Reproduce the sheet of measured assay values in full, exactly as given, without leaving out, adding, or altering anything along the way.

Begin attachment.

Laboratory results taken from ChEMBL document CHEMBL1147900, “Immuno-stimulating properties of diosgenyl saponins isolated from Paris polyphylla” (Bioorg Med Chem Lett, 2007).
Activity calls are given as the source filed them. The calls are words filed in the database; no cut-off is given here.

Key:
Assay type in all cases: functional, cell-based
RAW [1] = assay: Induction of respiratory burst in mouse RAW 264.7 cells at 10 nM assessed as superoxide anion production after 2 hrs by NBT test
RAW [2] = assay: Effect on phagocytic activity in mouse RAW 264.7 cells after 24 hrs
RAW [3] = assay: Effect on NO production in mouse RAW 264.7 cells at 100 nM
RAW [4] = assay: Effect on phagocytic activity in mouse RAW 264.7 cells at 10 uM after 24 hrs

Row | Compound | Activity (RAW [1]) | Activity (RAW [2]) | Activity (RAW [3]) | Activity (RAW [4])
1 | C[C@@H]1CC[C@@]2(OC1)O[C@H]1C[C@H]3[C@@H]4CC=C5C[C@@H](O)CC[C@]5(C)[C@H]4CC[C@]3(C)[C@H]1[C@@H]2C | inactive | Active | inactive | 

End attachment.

Laboratory results taken from ChEMBL document CHEMBL1147900, “Immuno-stimulating properties of diosgenyl saponins isolated from Paris polyphylla” (Bioorg Med Chem Lett, 2007).
Activity calls are given as the source filed them. The calls are words filed in the database; no cut-off is given here.

Key:
Assay type in all cases: functional, cell-based
RAW [1] = assay: Induction of respiratory burst in mouse RAW 264.7 cells at 10 nM assessed as superoxide anion production after 2 hrs by NBT test
RAW [2] = assay: Effect on phagocytic activity in mouse RAW 264.7 cells after 24 hrs
RAW [3] = assay: Effect on NO production in mouse RAW 264.7 cells at 100 nM
RAW [4] = assay: Effect on phagocytic activity in mouse RAW 264.7 cells at 10 uM after 24 hrs

Row | Compound | Activity (RAW [1]) | Activity (RAW [2]) | Activity (RAW [3]) | Activity (RAW [4])
1 | C[C@@H]1CC[C@@]2(OC1)O[C@H]1C[C@H]3[C@@H]4CC=C5C[C@@H](O)CC[C@]5(C)[C@H]4CC[C@]3(C)[C@H]1[C@@H]2C | inactive | Active | inactive | 